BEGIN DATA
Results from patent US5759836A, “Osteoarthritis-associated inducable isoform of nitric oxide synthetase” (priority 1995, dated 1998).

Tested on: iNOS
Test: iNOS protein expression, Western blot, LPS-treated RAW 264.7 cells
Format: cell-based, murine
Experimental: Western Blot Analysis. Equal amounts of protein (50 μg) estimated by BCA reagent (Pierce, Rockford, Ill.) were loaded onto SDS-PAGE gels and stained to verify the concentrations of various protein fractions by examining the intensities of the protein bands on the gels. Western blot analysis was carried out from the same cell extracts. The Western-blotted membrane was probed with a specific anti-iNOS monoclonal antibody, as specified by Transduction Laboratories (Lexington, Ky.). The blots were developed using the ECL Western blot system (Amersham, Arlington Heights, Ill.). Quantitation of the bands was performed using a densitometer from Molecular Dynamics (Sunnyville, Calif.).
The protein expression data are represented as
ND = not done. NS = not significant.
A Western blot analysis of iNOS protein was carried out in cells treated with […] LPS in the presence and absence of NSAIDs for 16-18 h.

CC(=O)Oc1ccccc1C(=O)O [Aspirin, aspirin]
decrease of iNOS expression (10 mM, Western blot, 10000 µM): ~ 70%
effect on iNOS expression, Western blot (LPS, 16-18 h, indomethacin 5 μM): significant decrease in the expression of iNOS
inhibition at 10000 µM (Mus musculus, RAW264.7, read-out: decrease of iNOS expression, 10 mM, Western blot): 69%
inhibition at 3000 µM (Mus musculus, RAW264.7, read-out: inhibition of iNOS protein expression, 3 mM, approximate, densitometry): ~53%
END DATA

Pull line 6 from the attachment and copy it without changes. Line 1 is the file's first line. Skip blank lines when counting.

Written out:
The protein expression data are represented as